Pesto is a mighty Mediterranean-style sauce and condiment that’s super versatile and easy to make. It's amazing all warm weather season long, when the fresh ingredients are bountiful, and tastes fantastic on anything from the grill, on pizza or fresh pasta, or, as many will confess, a spoon.
Perhaps you've heard - it's suuuuummmmmmeeeerrrr!!!! That means the evenings stretch out seemingly forever, and every dinnertime is an opportunity to get the grill going. I love it. But I got tired of trying to cook dinner for my family in a space that is, objectively speaking, not a kitchen. I mean, where am I supposed to set plates, cooking tools, and seasonings, fill pots, and chop veg and everything else I need to fashion a fantastic BBQ?
So I finally decided to go for it, and build my own outdoor cooking space, complete with a durable concrete countertop, lots of storage, and a convenient outdoor sink. Here's how I did it:
With grilling season in full force, I thought it was time to expand a bit from my well-used staple tomato/vinegar/brown-sugar BBQ sauce.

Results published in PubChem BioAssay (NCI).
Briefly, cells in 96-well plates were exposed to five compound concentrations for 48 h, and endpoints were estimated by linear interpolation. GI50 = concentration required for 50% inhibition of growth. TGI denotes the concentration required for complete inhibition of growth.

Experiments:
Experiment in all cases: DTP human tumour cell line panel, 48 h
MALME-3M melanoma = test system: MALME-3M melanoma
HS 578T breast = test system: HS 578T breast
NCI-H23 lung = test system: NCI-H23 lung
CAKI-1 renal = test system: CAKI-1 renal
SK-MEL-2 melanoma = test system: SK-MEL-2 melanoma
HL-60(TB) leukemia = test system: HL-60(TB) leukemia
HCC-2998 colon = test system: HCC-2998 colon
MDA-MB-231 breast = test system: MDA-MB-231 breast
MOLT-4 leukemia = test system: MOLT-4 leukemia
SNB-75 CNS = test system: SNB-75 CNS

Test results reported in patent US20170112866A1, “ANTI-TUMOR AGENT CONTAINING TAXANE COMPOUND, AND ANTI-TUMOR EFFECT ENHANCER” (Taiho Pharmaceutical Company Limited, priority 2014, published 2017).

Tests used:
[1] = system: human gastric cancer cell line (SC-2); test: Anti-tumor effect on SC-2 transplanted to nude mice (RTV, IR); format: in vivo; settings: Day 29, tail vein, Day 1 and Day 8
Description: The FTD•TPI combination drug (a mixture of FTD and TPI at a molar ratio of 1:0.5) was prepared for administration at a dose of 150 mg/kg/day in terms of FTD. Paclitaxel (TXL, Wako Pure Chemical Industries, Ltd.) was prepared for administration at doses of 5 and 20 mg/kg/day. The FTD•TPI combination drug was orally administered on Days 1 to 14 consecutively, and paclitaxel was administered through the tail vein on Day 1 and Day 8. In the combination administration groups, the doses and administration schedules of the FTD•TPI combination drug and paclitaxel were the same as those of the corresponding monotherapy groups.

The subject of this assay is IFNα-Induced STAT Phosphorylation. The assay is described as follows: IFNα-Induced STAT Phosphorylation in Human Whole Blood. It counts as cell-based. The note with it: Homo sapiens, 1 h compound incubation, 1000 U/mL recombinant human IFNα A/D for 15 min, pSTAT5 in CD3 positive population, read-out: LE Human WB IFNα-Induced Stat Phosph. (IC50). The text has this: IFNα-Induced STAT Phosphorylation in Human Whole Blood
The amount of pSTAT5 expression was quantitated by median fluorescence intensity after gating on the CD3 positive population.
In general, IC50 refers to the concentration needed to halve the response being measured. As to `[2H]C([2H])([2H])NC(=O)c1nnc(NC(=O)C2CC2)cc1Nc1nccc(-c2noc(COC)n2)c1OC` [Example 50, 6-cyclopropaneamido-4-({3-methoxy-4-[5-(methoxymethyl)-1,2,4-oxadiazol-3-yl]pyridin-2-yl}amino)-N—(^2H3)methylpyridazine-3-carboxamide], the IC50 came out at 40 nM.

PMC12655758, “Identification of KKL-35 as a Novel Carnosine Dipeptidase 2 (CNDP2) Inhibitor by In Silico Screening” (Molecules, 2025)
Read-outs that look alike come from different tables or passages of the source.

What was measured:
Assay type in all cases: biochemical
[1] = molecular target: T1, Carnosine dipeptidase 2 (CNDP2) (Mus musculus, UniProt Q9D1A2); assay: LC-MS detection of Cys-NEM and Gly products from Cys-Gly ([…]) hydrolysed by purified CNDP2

With a list like this, there's no reason to be grilling with a store-bought sauce. Most will take about an hour total to make, and it will last for a few weeks in the refrigerator.
A dull knife makes everything a bit harder, and when it comes to mastering that meal a sharp edge really makes all the difference. Here's how to pick a knife that will up your culinary chops immediately.
There is nothing like a long day of hiking or horseback riding to get you in the mood for some good, hearty eating. And so the American West's roving cattlemen and cross-country venturers created a long tradition of fantastic, simple meals meant to fill you up on the trail. So bust out that cast iron skillet and prepare yourself for some authentic cowboy eating.
It's always a special day when a guy moves on from Folgers Crystals and a drip pot and steps up the homemade coffee game. And the truest of brew fans know that the way to get the most
I was talking to my brother yesterday (he's 24), and he said something that struck me: "I don't like cooking." Why cook, he said, when you can go out and buy something better for $10?
Oh brother. If you are a 24-year-old male without an older brother, let me fill in for a moment, as your older, wiser, sibling, with three supremely important words of advice: learn to cook.
I love cooking. It's the perfect combination of right and left-brainedness (that's a word, right?). When you cook, you have to follow directions carefully, measure things meticulously, and then throw it all out the window and problem-solve creatively when you run out